[KANSAS]. [Caption title:] ''Appeal of Kansas to the Voters of the Free States.'' Topeka, Kansas: Kansas Tribune, 4 July 1856.
[KANSAS]. [Caption title:] "Appeal of Kansas to the Voters of the Free States." Topeka, Kansas: Kansas Tribune, 4 July 1856.
Printed circular with integral blank (247 x 196 mm). Text in double-column. Laid-in blue quarter morocco slipcase.
AN APPARENTLY UNRECORDED PRINTED CIRCULAR ON THE CONTESTED ELECTION OF 1856. This broadside attempts to represent the condition of Kansas for the country at large, and to state the desire to "organize a territorial government in accordance with the provision of the Kansas act," but which they have been prevented from doing. "For weeks we were subjected to a reign of terror. Men were barbarously murdered as well in cold blood as in the heat of passion...What shall be the end of these things? It seems to us not very difficult to predict. If another Pro-Slavery President is elected, our enemies will either accomplish their purpose of expelling or exterminating us, or convulse the Nation with Civil War in an attempt to do it. If the North does her duty Kansas will be saved and the Nation saved with her." The appeal denounces Buchanan, who they feel will continue to oppress them, and endorses Frémont and the Republicans...we have learned this truth, that THE SLAVE POWER SCRUPLES AT NOTHING." The RLG Union Catalog lists only the copy at Yale.
[Written on integral blank:] DAVIS, James. Autograph letter signed ("James Davis") to Richard Thompson, Leavenworth City, Kansas, 8 August 1856. 1½ pages. Davis, a resident of Leavenworth City, asks if Thompson would be willing to take a contingent of settlers in "what is known as the Delaware lands...wherein the settlers will claim preemptions upon said lands. My reason for inquiring is this, General Whitfield [Kansas's delegate to Congress] informed me some months ago that you were of opinion that the settlers on the Delaware lands could get preemptions if taken to the Supreme Court of the U.S. Now Sir if that is your opinion & you are willing to take a contingent fee, I can make you up a very large fee among the squatters on the Delaware lands. The lands have been valued by the Commissioners sent here by the President at a most exorbitant price and nine tenths of the squatters are dissatisfied and think they have been greatly outraged. Governor Reed is of the opinion that we can all get preemptions." Davis asks Thompson's opinion about what it is best for the settlers to do: take the land at the high price or make an appeal to the courts to get preemptions.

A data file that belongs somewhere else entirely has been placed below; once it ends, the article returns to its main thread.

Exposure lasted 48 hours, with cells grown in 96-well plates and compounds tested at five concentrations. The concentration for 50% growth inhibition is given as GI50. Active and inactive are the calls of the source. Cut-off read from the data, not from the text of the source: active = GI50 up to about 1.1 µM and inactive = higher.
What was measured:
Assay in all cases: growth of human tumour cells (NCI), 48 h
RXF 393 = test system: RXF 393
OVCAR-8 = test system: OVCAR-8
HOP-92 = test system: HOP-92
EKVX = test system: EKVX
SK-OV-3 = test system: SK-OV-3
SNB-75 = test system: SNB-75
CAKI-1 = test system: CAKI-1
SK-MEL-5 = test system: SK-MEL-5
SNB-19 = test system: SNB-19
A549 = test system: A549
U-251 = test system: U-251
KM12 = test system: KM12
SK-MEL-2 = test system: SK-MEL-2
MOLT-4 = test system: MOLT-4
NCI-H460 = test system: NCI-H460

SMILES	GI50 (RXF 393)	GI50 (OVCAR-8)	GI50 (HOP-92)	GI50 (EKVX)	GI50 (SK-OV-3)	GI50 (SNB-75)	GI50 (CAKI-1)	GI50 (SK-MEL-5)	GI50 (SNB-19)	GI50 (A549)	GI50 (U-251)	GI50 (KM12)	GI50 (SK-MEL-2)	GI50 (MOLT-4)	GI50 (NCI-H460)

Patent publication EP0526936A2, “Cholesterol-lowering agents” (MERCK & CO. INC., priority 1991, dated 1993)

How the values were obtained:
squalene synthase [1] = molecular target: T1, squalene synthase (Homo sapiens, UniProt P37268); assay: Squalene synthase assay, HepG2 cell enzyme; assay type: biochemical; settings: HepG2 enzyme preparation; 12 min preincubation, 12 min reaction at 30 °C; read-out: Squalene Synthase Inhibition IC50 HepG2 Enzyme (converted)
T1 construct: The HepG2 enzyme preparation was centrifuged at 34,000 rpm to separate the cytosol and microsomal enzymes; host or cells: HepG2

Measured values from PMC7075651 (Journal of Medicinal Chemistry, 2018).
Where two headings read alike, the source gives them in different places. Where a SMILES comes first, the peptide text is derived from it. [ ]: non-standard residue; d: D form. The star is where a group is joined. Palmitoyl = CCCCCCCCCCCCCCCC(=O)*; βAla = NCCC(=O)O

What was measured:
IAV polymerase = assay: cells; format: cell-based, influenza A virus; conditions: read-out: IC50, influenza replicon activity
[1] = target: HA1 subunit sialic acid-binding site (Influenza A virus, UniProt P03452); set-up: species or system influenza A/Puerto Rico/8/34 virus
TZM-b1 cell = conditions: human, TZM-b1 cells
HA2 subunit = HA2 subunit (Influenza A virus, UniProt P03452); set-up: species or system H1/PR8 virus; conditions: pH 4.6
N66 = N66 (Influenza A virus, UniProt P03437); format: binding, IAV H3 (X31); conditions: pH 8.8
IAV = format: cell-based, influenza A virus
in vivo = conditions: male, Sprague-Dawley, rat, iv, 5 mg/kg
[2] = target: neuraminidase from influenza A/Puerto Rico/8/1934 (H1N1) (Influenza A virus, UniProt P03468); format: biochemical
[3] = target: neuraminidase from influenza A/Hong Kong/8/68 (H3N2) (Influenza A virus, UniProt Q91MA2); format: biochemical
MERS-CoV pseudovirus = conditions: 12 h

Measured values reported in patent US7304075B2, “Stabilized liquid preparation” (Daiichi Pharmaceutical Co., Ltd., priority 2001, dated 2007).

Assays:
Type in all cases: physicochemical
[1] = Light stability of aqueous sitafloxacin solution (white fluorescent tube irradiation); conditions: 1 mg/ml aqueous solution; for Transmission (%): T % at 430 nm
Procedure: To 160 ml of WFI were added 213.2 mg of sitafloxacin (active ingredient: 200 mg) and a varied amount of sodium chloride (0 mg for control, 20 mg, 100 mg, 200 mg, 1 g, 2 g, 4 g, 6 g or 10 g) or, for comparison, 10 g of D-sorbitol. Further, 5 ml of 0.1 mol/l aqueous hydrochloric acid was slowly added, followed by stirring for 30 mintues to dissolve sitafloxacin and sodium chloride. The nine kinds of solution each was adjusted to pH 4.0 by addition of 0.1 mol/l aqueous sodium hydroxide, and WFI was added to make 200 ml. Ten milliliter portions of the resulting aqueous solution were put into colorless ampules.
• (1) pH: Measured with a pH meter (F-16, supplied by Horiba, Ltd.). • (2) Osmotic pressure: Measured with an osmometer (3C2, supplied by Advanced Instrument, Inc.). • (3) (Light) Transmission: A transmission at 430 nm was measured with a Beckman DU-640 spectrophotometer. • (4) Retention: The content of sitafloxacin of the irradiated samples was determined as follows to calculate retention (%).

Thompson was perhaps an ideal candidate for Davis's support: he had first won election as a Whig to the Indiana House of Representatives in 1834. Later, fearing that attempts to establish slavery in the territory acquired in the Mexican-American War would exacerbate sectional hostility, Thompson spoke out in Congress against the war. Perhaps due to the hostility this stance elicited from his constituents, Thompson again declined renomination (as he had in the 1830s). By the late 1840s and early 1850s, "Thompson's connections in Washington had made him a much-sought-after attorney for those with cases pending before the government. He argued many times before the Supreme Court and in his most celebrated trial won an award of $242,000 for the Menominee Indians of Wisconsin" (ANB). Thompson had also become one of the most influential Whigs in the Northwest, and party leaders considered his support vital to winning over conservative Whig voters in the lower portion of that region. Buchanan, who defeated Frémont, eventually signed the Kansas admission bill in January 1861.